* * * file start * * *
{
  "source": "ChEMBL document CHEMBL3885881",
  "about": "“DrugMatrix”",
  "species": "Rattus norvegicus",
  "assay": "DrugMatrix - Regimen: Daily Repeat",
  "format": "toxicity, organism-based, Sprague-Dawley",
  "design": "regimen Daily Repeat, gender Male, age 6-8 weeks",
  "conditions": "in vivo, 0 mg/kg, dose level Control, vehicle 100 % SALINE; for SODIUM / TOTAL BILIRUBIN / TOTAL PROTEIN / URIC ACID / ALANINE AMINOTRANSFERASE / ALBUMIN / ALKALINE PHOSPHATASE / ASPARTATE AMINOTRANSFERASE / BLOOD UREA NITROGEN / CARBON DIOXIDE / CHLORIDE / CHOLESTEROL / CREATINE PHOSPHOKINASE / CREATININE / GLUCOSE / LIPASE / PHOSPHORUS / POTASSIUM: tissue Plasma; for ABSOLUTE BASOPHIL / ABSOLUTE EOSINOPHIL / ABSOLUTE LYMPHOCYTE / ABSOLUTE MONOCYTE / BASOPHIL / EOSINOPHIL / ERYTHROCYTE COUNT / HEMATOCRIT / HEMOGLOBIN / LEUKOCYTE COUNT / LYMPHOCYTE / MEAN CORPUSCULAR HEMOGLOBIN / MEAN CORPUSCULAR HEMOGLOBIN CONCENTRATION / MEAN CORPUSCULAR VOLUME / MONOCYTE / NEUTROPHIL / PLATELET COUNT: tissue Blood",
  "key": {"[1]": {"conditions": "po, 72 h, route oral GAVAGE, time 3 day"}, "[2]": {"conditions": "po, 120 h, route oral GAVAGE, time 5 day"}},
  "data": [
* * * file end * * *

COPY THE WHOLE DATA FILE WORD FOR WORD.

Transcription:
{
  "source": "ChEMBL document CHEMBL3885881",
  "about": "“DrugMatrix”",
  "species": "Rattus norvegicus",
  "assay": "DrugMatrix - Regimen: Daily Repeat",
  "format": "toxicity, organism-based, Sprague-Dawley",
  "design": "regimen Daily Repeat, gender Male, age 6-8 weeks",
  "conditions": "in vivo, 0 mg/kg, dose level Control, vehicle 100 % SALINE; for SODIUM / TOTAL BILIRUBIN / TOTAL PROTEIN / URIC ACID / ALANINE AMINOTRANSFERASE / ALBUMIN / ALKALINE PHOSPHATASE / ASPARTATE AMINOTRANSFERASE / BLOOD UREA NITROGEN / CARBON DIOXIDE / CHLORIDE / CHOLESTEROL / CREATINE PHOSPHOKINASE / CREATININE / GLUCOSE / LIPASE / PHOSPHORUS / POTASSIUM: tissue Plasma; for ABSOLUTE BASOPHIL / ABSOLUTE EOSINOPHIL / ABSOLUTE LYMPHOCYTE / ABSOLUTE MONOCYTE / BASOPHIL / EOSINOPHIL / ERYTHROCYTE COUNT / HEMATOCRIT / HEMOGLOBIN / LEUKOCYTE COUNT / LYMPHOCYTE / MEAN CORPUSCULAR HEMOGLOBIN / MEAN CORPUSCULAR HEMOGLOBIN CONCENTRATION / MEAN CORPUSCULAR VOLUME / MONOCYTE / NEUTROPHIL / PLATELET COUNT: tissue Blood",
  "key": {"[1]": {"conditions": "po, 72 h, route oral GAVAGE, time 3 day"}, "[2]": {"conditions": "po, 120 h, route oral GAVAGE, time 5 day"}},
  "data": [